A holiday ad for a stationary bike has spun up a lot of online attention, including by critics who say the ad evokes a dystopian nightmare more than a Christmas dream.
The Peloton commercial centers on a young, fit-looking woman who receives a $2,245 interactive spin bike from an unidentified man. Surprised by the gift, the woman captures her daily rides on selfie videos. After a few vignettes of her quippy videos, the ad reveals a year has passed since she received the gift, as the woman sitting alongside her partner says, “I didn’t realize how much this would change me.”
Alex Abad-Santos, writing for Vox, dryly notes, “The couple smile at the ‘changes’ the Peloton has brought them. The Peloton looms in their open-plan dining room.” Tai Bachman’s 1999 hit “She’s So High” plays for the entire 30-second commercial.
“The response to the ad might not be what Peloton was hoping for,” Abad-Santos adds, “considering many people are pointing out that the way the Peloton is presented feels more like a threat than a gift.” His story includes a tweet that pans the ad. “Nothing says ‘maybe you should lose a few pounds’ like gifting your already rail-thin life partner a Peloton.” Peloton hasn’t offered any response to online criticism of its ad.
Other critical tweets noted by the “Today Show” included:
- “Sorry to shake things up, but I’m excited to announce I’m throwing my hat in the ring and joining the presidential race and running on the single issue platform to jail everyone involved in the pitching, scripting, acting, shooting, and approval of the Peloton ad.”
- “A peloton ad where the husband gives his wife a peleton and she sells it and has $2,000.”
- “I’m gonna marry the Peloton wife and let her do whatever she wants and bake her garlic bread every night and give her scarves for Christmas.”
- “I really thought Christmas music before Christmas was the worst, then I saw a Peloton ad.
People who exercise regularly on stationary bikes at gyms would relish having a Peloton, with its range of live spin classes and personalized settings, just a few steps away from their bedroom, bathroom and kitchen. I know I would.
The problem here isn’t the product, but the undertone of the ad. A man buys a woman a stationary bike with an implied expectation she will use it to get more fit. There is no reference to the man using the Peloton or that the gift is in response to her request.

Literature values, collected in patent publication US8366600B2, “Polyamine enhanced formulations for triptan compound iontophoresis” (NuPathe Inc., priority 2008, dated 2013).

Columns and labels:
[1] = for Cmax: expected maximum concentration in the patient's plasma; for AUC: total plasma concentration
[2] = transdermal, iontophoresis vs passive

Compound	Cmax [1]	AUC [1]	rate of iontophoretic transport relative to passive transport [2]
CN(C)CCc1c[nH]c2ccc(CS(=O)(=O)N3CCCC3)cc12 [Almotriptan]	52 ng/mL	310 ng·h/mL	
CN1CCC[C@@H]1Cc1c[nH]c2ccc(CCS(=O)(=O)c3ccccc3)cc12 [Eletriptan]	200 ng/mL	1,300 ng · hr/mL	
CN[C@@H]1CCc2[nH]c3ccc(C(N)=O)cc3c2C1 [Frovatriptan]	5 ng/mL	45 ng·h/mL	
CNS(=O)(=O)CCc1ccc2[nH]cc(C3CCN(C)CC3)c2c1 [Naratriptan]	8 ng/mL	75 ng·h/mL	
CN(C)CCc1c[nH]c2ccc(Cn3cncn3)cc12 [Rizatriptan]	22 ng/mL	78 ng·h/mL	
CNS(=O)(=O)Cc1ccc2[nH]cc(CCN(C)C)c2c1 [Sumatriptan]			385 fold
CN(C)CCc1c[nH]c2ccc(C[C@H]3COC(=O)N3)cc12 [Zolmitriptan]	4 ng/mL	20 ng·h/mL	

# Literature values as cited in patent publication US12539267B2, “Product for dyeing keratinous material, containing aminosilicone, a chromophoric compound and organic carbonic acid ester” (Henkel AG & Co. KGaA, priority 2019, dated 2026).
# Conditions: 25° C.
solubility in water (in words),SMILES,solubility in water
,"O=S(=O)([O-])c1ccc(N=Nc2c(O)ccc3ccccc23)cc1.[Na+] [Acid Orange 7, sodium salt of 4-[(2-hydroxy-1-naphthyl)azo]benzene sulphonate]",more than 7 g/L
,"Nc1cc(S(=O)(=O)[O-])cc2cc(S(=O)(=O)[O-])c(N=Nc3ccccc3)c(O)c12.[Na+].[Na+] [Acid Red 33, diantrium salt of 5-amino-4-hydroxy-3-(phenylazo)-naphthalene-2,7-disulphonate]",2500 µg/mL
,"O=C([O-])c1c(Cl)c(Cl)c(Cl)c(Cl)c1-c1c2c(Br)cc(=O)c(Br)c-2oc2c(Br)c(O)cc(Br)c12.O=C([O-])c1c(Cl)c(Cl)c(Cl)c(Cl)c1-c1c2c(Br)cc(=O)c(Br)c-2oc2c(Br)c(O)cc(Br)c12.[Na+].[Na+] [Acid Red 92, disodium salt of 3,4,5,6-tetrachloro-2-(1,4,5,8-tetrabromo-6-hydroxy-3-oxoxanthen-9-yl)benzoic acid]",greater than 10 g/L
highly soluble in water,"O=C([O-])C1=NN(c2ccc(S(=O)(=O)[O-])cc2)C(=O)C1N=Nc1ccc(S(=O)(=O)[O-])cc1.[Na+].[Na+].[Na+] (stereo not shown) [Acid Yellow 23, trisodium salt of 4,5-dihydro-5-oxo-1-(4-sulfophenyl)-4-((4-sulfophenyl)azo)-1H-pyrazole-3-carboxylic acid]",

“Change” is a theme Peloton strikes in marketing its high-profile stationary bikes top avid riders and nervous newcomers. It’s a good theme. However, this ad overlays a good theme atop an old trope – a man telling a woman to shape up. No doubt this was unintended, but it is nonetheless part of the ad’s basic architecture.
Focus groups would have sussed out this underlying problem, allowing the ad to be tweaked and turned into something gleeful, not dreadful.
In the creative world, audience reactions are sometimes dismissed. Creatives chafe at negative responses, sometimes accusing intended audiences of missing the point. But here’s the real point: The objective of advertising is to resonate with, not repulse intended audiences. No matter how clever an ad may be, if it fails to resonate, it fails.
“The gift that gives back” is a snappy, memorable line. Too bad that line wasn’t written on a post-it note stuck to the refrigerator door asking for a stationary bike for Christmas. Then the bike would have felt more like a Christmas present that was a dream come true.
Gary Conkling is principal and co-founder of CFM Strategic Communications, and he leads the firm’s PR practice, specializing in crisis communications. He is a former journalist, who later worked on Capitol Hill and represented a major Oregon company. But most importantly, he’s a die-hard Ducks fan. You can reach Gary at email@example.com and you can follow him on Twitter at @GaryConkling.